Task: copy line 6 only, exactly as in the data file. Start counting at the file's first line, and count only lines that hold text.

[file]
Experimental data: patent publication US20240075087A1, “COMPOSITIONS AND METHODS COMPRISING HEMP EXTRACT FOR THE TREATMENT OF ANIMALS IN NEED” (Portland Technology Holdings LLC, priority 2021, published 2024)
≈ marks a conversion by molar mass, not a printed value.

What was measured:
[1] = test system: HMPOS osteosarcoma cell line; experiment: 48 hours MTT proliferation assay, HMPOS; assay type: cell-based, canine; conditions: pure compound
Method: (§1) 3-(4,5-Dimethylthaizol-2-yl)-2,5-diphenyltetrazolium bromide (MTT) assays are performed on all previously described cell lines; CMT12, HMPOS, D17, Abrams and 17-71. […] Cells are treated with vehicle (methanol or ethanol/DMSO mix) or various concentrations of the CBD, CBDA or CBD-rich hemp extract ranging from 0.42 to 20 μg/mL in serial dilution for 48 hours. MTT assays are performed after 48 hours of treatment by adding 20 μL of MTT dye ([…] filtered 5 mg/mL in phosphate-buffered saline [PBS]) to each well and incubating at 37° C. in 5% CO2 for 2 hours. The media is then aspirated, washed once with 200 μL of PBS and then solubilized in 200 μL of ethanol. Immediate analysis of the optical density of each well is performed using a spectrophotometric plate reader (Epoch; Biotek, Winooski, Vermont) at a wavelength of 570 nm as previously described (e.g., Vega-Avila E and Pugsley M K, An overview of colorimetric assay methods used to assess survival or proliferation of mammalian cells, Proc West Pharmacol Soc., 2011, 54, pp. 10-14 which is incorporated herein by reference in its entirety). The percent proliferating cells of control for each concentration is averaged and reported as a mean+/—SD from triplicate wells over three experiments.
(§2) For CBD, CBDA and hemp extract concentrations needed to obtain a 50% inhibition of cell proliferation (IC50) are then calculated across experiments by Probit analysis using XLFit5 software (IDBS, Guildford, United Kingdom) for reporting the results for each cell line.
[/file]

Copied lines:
(§2) For CBD, CBDA and hemp extract concentrations needed to obtain a 50% inhibition of cell proliferation (IC50) are then calculated across experiments by Probit analysis using XLFit5 software (IDBS, Guildford, United Kingdom) for reporting the results for each cell line.